The hypothesis of enzyme utilization was modeled, tested and analyzed and showed a clear different strategy compared to E. coli. The barcode mutant library is a excellent tool to test enzyme essentiality. Interesting is the high protein abundance of unutilized enzymes.
    The authors also sufficiently describe the limitations of the study, especially the unanotated proteins and proteins not involved in pathways (sensing, motion etc.)

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  4. Reviewer #2 (Public Review):

    In this work, authors investigated the versatility of the beta-proteobacterium Cupriavidus necator from the proteome perspective. For this purpose, they cultivated the microorganism in a chemostat using different limiting substrates (fructose, fructose with limited ammonia, formate and succinate) and under different dilution rates. Integration of experimental proteomic data with a resource balance analysis model allowed to understand the relation between enzyme abundances and metabolic fluxes in the central metabolism. Moreover, the use of a transposon mutant library and competition experiments, could add insights regarding the essentiality of the genes studied. This shed light on the (under)utilization of metabolic enzymes, including some interpretations and speculations regarding C. necator's physiological readiness to changes in nutrients within its environmental niche. However, several parts of C. necator metabolism are not yet well analyzed (PHB biosynthesis and photorespiration) and some conclusions are not well reported.

    Strengths:

    1. The manuscript is well written, easily understandable also for (pure) experimentalists, and adds a novel layer of comprehension in the physiology and metabolism of this biotechnologically relevant microorganism. Therefore, it is likely to raise attention and be well-cited among the metabolic engineering community of this organisms.

    2. More generally, the scope of the study is broad enough to potentially attract experts in the wider-field of autotrophic/mixotrophic metabolism, especially regarding the metabolic difference in the transition from heterotrophic to autotrophic growth modes and vice versa.

    3. Findings from different experimental techniques (chemostat cultivation, proteomics, modelling, mutant libraries) complement each other and increase the level of understanding. Consistency of the results from these different angles increases the roundness of the study.

    Weaknesses:

    1. A main conclusion of this paper is that it concludes that the CCB cycle operation in heterotrophic conditions (fructose and succinate) is not useful for the biomass growth. However, Shimizu et al., 2015 claim that the CBB cycle has a benefit for at least PHB production is increased, in the presence of the CCB cycle (as demonstrated by a decrease in PHB production when Rubisco or cbbR are knocked out). In this work the authors do not analyze PHB production, but they do analyze fitness in mutant libraries. They claim not see this benefit in this study, however in their data (Figure 5 F) also small fitness drops are seen for cbbR mutants on fructose, as well as on succinate. So I think the authors have to revisit this conclusion. The type of modelling they use (RBA/FBA) may not explain such re-assimilation as 'a theoretically efficient' route, as this type of modelling assumes ' stochiometric' metabolic efficiency with setting a maximum growth objective, which is not what seems to happen in reality fully.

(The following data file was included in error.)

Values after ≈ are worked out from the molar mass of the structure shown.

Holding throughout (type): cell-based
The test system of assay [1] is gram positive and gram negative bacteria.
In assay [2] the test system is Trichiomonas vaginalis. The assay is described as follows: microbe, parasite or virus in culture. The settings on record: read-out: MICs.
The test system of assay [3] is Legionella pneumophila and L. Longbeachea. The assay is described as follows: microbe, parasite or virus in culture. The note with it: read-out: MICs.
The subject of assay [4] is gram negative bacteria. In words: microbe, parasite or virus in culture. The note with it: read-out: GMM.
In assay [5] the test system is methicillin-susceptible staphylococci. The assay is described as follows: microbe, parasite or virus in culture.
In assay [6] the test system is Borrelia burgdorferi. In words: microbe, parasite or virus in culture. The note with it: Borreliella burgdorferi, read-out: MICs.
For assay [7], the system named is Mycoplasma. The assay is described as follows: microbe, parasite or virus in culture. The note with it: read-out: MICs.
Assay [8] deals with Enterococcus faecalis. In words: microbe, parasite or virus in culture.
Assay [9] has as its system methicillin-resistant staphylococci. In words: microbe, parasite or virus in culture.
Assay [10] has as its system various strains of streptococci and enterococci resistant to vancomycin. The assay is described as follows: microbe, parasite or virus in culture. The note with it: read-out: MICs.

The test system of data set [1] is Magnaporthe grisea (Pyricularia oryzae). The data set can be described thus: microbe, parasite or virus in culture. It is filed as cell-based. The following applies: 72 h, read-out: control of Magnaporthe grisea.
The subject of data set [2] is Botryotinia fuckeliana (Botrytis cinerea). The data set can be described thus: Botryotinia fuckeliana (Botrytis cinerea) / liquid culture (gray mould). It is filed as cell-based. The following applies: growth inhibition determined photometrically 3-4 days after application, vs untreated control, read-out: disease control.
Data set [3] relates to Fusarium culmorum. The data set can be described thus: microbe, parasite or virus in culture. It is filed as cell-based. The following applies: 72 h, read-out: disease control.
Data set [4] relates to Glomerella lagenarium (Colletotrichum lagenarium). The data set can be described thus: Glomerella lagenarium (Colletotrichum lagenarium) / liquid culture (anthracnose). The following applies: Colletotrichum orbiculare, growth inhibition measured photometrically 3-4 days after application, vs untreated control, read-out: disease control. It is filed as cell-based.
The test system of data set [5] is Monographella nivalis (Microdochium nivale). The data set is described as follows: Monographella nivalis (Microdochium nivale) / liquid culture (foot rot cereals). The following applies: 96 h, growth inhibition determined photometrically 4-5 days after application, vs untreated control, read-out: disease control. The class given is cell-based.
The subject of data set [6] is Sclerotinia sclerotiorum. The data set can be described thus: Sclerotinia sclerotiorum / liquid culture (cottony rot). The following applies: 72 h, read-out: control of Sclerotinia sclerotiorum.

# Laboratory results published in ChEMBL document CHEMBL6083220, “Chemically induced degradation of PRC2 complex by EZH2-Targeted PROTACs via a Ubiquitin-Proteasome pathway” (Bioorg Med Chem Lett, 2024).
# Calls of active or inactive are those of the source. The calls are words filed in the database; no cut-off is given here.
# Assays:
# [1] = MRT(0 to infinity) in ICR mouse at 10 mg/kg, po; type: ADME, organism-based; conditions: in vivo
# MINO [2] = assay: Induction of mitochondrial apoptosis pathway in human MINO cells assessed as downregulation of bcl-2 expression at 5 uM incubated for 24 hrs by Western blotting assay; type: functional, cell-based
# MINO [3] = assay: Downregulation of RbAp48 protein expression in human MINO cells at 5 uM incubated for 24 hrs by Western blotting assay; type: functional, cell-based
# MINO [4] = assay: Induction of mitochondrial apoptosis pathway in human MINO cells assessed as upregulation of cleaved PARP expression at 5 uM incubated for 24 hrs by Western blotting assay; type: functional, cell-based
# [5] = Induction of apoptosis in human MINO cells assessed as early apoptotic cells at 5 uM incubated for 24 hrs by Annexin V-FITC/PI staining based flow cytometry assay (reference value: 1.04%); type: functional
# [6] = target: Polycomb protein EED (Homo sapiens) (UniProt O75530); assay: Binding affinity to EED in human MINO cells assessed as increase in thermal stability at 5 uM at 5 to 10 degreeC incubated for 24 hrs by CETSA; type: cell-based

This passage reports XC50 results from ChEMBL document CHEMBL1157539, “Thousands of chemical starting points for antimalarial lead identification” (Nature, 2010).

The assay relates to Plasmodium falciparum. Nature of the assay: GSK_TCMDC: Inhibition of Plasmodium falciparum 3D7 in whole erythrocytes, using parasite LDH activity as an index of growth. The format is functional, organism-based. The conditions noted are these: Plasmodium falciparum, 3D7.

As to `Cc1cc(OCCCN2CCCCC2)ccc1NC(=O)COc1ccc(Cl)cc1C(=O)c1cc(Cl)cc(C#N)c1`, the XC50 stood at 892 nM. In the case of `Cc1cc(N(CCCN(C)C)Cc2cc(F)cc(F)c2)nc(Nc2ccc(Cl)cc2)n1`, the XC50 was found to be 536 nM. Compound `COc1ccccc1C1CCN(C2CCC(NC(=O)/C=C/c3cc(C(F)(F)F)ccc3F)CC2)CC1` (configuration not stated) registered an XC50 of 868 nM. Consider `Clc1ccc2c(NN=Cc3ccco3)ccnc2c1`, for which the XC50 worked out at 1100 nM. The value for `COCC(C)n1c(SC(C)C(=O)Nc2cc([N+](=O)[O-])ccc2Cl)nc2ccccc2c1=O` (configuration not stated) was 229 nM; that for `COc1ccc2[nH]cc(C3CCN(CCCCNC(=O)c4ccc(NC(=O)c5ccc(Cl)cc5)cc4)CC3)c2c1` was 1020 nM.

2. The authors focus a lot on readiness as a rational, but actually cannot really prove readiness as an explanation of the expression of 'unutilized' proteome, in the manuscript they also mention that it maybe a non-optimized, recent evolutionary trait, especially for the Calvin Cycle (especially because of the observed responsiveness to PEP of the cbbR regulator). The authors should discuss and not present as if readiness is the proven hypothesis. It would be interesting (and challenging) if the authors can come up with some further suggestions how to research and potentially proof readiness or ' evolutionary inefficiency'.

    3. C. necator is well-known for the production of the storage polymer polyhydroxybutyrate (PHB) under nutrient-limited conditions, such as nitrogen of phosphate starvation. Even though the authors looked at such a nitrogen-limited condition ("ammonia") they do not report on the enzymes involved in this metabolism (phABC), which can be typically very abundant under these conditions. This should be discussed and ideally also analyzed. The formation of storage polymers is hard to incorporate in the flux balance analyze with growth as objective, however in real life C. necator can incorporate over 50% of carbon in PHB rather than biomass, so I suggest the authors discuss this and ideally develop a framework to analyze this, specifically for the ammonia-limited condition

    4. The authors extensively discuss the CCB cycle and its proteome abundance. However during autotrophic growth also typically photorespiration/phosphoglycolate salvage pathways are required to deal with the oxygenase side-activity of Rubisco. The authors have not discuss the abundance of the enzymes involved in that key process. Recently, a publication in PNAS on C. necator showed by transcriptomics and knockout that the glycerate pathway on hydrogen and low CO2 is highly abundant (10.1073/pnas.2012288117). Would be good to include these enzymes and the oxygenase side-activity in the modelling, proteome analysis and fitness analysis. An issue with the growth on formate is that the real CO2 concentration in the cells cannot be determined well, but not feeding additional CO2, likely results in substantial oxygenase activity.

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  5. Reviewer #3 (Public Review):

    This work provides new knowledge regarding the versatile chemolithoautotrophic bacterium C. necator, such as presence of many under-utilized enzymes as well as excess amount of utilized enzymes, suggesting the highly robust properties of this bacterium against environmental perturbations. One weakness is thought to be lack of consideration into polyhydroxyalkanoate synthesis occurred in this bacterium under nitrogen limited condition.